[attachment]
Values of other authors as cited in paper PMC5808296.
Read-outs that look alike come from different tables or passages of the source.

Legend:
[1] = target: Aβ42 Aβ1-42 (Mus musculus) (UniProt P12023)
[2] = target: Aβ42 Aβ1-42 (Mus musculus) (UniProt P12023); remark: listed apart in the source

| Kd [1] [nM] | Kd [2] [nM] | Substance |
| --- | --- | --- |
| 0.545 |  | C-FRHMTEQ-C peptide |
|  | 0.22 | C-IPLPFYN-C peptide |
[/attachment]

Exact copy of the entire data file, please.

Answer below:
Values of other authors as cited in paper PMC5808296.
Read-outs that look alike come from different tables or passages of the source.

Legend:
[1] = target: Aβ42 Aβ1-42 (Mus musculus) (UniProt P12023)
[2] = target: Aβ42 Aβ1-42 (Mus musculus) (UniProt P12023); remark: listed apart in the source

| Kd [1] [nM] | Kd [2] [nM] | Substance |
| --- | --- | --- |
| 0.545 |  | C-FRHMTEQ-C peptide |
|  | 0.22 | C-IPLPFYN-C peptide |